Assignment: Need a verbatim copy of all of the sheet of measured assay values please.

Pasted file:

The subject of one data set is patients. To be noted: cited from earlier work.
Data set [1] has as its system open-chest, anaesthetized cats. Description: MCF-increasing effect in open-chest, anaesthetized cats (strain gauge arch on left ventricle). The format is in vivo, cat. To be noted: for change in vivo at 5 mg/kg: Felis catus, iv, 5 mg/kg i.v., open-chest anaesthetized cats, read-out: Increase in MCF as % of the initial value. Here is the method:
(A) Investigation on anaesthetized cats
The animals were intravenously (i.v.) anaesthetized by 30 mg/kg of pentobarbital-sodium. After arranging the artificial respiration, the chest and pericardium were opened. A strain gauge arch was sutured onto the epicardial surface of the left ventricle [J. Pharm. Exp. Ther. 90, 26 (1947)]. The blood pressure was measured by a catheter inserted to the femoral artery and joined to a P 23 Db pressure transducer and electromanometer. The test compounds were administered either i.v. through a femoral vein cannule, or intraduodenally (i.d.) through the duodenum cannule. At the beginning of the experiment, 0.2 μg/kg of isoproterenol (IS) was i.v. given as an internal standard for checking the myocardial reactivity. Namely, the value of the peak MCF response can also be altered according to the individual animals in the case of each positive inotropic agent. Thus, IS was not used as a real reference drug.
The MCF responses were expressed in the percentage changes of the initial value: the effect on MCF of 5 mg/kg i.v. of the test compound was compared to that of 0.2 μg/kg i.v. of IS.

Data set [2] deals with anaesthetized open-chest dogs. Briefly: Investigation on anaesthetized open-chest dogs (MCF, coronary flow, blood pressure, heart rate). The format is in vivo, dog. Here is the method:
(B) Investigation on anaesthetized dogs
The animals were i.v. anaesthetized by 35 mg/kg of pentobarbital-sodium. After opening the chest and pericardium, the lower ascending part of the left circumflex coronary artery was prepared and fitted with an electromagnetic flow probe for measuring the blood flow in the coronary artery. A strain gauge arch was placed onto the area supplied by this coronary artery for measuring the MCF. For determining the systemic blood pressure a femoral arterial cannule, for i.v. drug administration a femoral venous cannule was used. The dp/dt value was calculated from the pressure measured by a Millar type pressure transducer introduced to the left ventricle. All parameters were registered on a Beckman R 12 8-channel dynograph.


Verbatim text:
The subject of one data set is patients. To be noted: cited from earlier work.
Data set [1] has as its system open-chest, anaesthetized cats. Description: MCF-increasing effect in open-chest, anaesthetized cats (strain gauge arch on left ventricle). The format is in vivo, cat. To be noted: for change in vivo at 5 mg/kg: Felis catus, iv, 5 mg/kg i.v., open-chest anaesthetized cats, read-out: Increase in MCF as % of the initial value. Here is the method:
(A) Investigation on anaesthetized cats
The animals were intravenously (i.v.) anaesthetized by 30 mg/kg of pentobarbital-sodium. After arranging the artificial respiration, the chest and pericardium were opened. A strain gauge arch was sutured onto the epicardial surface of the left ventricle [J. Pharm. Exp. Ther. 90, 26 (1947)]. The blood pressure was measured by a catheter inserted to the femoral artery and joined to a P 23 Db pressure transducer and electromanometer. The test compounds were administered either i.v. through a femoral vein cannule, or intraduodenally (i.d.) through the duodenum cannule. At the beginning of the experiment, 0.2 μg/kg of isoproterenol (IS) was i.v. given as an internal standard for checking the myocardial reactivity. Namely, the value of the peak MCF response can also be altered according to the individual animals in the case of each positive inotropic agent. Thus, IS was not used as a real reference drug.
The MCF responses were expressed in the percentage changes of the initial value: the effect on MCF of 5 mg/kg i.v. of the test compound was compared to that of 0.2 μg/kg i.v. of IS.

Data set [2] deals with anaesthetized open-chest dogs. Briefly: Investigation on anaesthetized open-chest dogs (MCF, coronary flow, blood pressure, heart rate). The format is in vivo, dog. Here is the method:
(B) Investigation on anaesthetized dogs
The animals were i.v. anaesthetized by 35 mg/kg of pentobarbital-sodium. After opening the chest and pericardium, the lower ascending part of the left circumflex coronary artery was prepared and fitted with an electromagnetic flow probe for measuring the blood flow in the coronary artery. A strain gauge arch was placed onto the area supplied by this coronary artery for measuring the MCF. For determining the systemic blood pressure a femoral arterial cannule, for i.v. drug administration a femoral venous cannule was used. The dp/dt value was calculated from the pressure measured by a Millar type pressure transducer introduced to the left ventricle. All parameters were registered on a Beckman R 12 8-channel dynograph.